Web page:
On a day when they unveiled the new statue of LSU’s Bob Pettit outside the Pete Maravich Assembly Center, the Tigers sure could have used a few minutes of old-fashioned “D” from their 83-year-old legend.

Or his statue.

Lest you think me too negative, the Tigers did hold on to beat Florida 96-91. And with two games to go, LSU is tied for third in the Southeastern Conference, one game back of co-leaders Kentucky and Texas A&M with two to play.

Of course, it was a typical LSU finale. Sort of reminded me of a Daytona 500 I covered when Clint Boyer crossed the finish line — on his hood.

Yes, he went the distance. Yes, the Tigers won.

But it wasn’t exactly a textbook.

Here’s a transcript of the final five or so minutes for LSU:

Ack … hack … clank … tweet … gasp … swish … cough, cough.

Ballgame.

If he weren’t so busy trying to insult his way to the White House, Donald Trump would call LSU a “chocker.” Or a near chocker. A win is a win, whether it comes in dominant fashion (the Tigers held an 18-point lead with just under 14 minutes left) or whether it comes with some Les Miles-like late-game escape-trunk magic.

You can’t ever write LSU’s opponents off, can you? But the same goes for LSU. At 17-12 and 10-6 in SEC play, with a very winnable (notice we didn’t say “cinch”) game at home Tuesday against last-place Missouri, LSU should still have a chance to claim a piece of the SEC title going into next Saturday’s regular-season finale at Kentucky.

So I’m telling you there’s a chance?

Yes I am.

In the first half, the first half of what likely will be the rest of the season without sparkplug guard Keith Hornsby, the Tigers looked crisp. Mostly. They led 20-8, fell behind 23-20, but held the Gators to six points in the last 7 ½ minutes to go up 40-29 at the break.

LSU held on, but the Tigers’ big bugaboo — a lack of defense, particularly in the paint — cropped up again. And this time against a Florida team that doesn’t exactly move the needle offensively.

The Tigers surrendered 44 points in the paint and 62 — yes, 62 — points in the second half. With power forward Craig Victor playing intermittently through chronic foul trouble — Victor collects fouls like some people collect shot glasses — the Tigers survived for two reasons.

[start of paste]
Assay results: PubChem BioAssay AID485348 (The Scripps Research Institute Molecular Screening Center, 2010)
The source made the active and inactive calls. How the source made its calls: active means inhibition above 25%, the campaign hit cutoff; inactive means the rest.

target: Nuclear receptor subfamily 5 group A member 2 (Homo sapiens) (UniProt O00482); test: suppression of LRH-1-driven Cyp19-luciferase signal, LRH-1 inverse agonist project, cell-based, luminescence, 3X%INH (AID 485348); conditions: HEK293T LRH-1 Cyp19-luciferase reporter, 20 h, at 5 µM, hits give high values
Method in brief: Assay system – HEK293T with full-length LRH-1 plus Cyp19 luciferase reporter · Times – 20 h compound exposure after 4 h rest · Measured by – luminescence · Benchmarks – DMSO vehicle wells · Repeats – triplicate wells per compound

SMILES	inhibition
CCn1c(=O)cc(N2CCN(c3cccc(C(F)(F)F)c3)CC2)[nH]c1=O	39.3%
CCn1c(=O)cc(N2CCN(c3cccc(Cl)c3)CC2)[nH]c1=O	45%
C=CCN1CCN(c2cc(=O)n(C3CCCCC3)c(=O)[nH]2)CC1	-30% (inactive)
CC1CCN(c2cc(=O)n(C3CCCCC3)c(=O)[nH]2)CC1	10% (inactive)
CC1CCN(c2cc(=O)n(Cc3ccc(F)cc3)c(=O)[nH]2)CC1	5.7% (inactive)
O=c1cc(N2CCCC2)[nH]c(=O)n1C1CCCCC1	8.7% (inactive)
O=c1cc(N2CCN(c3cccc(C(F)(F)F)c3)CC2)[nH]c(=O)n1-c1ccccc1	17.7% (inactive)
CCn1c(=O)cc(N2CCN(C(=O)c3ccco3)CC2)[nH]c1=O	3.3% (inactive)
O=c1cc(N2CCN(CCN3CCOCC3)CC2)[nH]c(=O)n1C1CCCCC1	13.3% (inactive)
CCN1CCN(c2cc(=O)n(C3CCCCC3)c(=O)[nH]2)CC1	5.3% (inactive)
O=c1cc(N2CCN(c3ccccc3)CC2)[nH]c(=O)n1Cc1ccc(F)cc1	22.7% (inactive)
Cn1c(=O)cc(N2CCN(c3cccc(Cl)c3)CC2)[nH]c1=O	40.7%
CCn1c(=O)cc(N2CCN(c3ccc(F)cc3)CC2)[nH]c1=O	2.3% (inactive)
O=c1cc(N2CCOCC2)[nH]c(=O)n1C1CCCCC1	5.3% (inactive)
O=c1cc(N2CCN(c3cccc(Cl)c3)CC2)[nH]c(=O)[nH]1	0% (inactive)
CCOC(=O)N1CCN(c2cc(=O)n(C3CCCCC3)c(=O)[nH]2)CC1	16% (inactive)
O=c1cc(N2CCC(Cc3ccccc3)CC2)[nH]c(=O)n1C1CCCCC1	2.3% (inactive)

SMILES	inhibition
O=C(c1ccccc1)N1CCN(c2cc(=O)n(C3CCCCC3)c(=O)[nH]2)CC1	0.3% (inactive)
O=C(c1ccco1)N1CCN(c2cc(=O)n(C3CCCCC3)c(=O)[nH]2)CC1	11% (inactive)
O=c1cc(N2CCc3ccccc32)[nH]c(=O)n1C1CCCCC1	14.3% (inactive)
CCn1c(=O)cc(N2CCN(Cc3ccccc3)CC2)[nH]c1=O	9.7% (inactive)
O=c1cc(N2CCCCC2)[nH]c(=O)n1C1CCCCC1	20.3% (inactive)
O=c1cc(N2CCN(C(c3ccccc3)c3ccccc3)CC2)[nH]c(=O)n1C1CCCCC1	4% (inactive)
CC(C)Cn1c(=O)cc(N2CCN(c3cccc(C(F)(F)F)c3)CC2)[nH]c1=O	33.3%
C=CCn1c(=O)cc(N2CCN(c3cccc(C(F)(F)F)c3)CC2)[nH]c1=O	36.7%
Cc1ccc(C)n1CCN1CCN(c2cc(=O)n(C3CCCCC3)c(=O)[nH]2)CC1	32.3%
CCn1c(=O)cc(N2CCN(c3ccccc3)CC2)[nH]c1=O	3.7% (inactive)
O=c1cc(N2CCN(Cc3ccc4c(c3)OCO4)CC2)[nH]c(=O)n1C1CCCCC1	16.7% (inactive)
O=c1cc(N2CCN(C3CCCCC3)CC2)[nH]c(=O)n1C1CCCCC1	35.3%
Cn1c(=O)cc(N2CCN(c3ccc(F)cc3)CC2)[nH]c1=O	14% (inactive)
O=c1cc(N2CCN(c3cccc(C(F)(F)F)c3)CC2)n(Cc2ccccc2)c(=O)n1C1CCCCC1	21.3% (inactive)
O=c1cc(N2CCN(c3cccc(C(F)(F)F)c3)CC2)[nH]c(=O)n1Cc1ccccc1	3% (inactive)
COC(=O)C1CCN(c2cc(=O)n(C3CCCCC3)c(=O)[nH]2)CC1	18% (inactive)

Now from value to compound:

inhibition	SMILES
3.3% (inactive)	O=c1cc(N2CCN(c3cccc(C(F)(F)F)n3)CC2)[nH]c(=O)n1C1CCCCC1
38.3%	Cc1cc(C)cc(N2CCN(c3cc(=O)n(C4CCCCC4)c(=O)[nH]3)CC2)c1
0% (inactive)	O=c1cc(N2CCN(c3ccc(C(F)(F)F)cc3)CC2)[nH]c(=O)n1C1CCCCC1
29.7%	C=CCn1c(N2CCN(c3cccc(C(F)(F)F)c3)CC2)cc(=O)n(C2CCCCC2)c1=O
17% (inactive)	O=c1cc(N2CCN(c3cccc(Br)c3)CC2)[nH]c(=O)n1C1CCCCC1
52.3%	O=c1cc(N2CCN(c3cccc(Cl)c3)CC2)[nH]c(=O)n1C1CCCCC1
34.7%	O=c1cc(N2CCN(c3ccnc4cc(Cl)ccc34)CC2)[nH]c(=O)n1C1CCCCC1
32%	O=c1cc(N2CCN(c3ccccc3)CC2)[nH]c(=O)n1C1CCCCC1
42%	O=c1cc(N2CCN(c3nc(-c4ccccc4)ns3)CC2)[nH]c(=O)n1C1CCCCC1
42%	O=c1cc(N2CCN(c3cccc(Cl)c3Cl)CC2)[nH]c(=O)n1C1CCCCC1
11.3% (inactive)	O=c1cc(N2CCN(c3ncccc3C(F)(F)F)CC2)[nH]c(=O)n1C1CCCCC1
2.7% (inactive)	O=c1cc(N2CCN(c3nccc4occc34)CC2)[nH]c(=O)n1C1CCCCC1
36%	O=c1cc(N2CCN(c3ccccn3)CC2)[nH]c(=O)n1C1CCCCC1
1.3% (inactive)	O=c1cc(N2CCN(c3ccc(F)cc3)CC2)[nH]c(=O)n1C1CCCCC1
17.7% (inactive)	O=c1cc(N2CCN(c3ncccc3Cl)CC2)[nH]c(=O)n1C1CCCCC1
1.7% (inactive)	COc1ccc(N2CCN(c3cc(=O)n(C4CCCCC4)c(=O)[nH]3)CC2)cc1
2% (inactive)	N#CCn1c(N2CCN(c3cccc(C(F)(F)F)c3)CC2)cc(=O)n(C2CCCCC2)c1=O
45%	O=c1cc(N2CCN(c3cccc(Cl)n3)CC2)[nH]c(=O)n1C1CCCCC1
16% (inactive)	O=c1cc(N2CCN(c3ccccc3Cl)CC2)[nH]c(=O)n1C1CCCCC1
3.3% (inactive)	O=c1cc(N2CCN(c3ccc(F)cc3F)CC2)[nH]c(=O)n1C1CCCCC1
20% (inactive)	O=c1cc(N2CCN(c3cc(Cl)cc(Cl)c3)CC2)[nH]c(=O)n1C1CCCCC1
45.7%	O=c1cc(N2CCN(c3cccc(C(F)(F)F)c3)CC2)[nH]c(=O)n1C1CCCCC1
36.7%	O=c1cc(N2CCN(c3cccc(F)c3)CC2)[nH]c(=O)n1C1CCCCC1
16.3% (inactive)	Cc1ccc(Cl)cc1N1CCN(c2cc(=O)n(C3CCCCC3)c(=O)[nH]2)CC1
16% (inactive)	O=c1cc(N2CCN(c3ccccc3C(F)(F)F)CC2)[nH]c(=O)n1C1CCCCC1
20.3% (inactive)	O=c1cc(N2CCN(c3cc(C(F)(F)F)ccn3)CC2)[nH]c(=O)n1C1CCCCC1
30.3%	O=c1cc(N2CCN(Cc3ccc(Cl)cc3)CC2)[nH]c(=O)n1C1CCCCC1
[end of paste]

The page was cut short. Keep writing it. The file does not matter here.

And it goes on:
One, they got a career-high 32 points from Antonio Blakeney.

Two, they got a typically steady hand from Ben Simmons: 22 points, 11 rebounds, five assists, his fifth 20-10-5 game of the season.

At least Pettit’s team didn’t end up putting a downer finish on what was a magnificent day for the Hall of Famer.

Just after Pettit and 10 of his grandchildren pulled the white tarp off his tall, slender statue outside the northwest corner of the PMAC, the man cut from Baton Rouge High teams as a freshman and sophomore said he couldn’t have even set a goal for something like this.

“My ambition as a sophomore in high school was to win a letter by the time I was a senior,” Pettit said. “That was all I wanted.”

Pettit grew and so did his ambitions, from 5-foot-10 as a high school freshman to 6-7 as a senior before then LSU coach Harry Rabenhorst casually offered him a scholarship over dinner at Bob and Jake’s long-gone restaurant.

Through basketball, Pettit got his No. 50 retired at LSU in 1954 (the school’s first athlete so honored) and a trip the Final Four. It took him to an NBA championship with the St. Louis Hawks, two NBA MVP awards and a spot in the Naismith Basketball Hall of Fame.

“Now here I am all these years later with a statue next door to Shaquille O’Neal,” a humbled Pettit said after the ceremony. “I’ve got a lot to talk to him about. We’ll talk at night like (‘Night at the Museum’).

“Did I ever dream it? No. Never.

“I’ve had some nice honors, but they all pale in comparison to this.”

Unlike Shaq’s statue, body bent with the force of a rim-rattling dunk, Pettit’s statue is of him pulling straight up for a jump shot, cradling the ball in his right hand and steadying it with his left. It’s the jump shot that made him the first NBA player to score 20,000 career points and made him an all-star those 11 seasons he played with the Milwaukee/St. Louis Hawks.

About those All-Star Games, Pettit said they weren’t the defenseless showpieces they are now.

“We played for blood,” said Pettit, 83, the blood draining from his voice. “I lost a scoring championship one year because I broke my hand” in an All-Star Game, ducking his head to demonstrate how an opponent ducked under him and propelled him into the second row.

LSU could use some of that defense these days.

Note

Pettit will be the featured speaker at LSU’s final tipoff luncheon of the season at 11:30 a.m. Monday at L’Auberge Casino and Hotel.

— Follow Scott Rabalais on Twitter, @RabalaisAdv.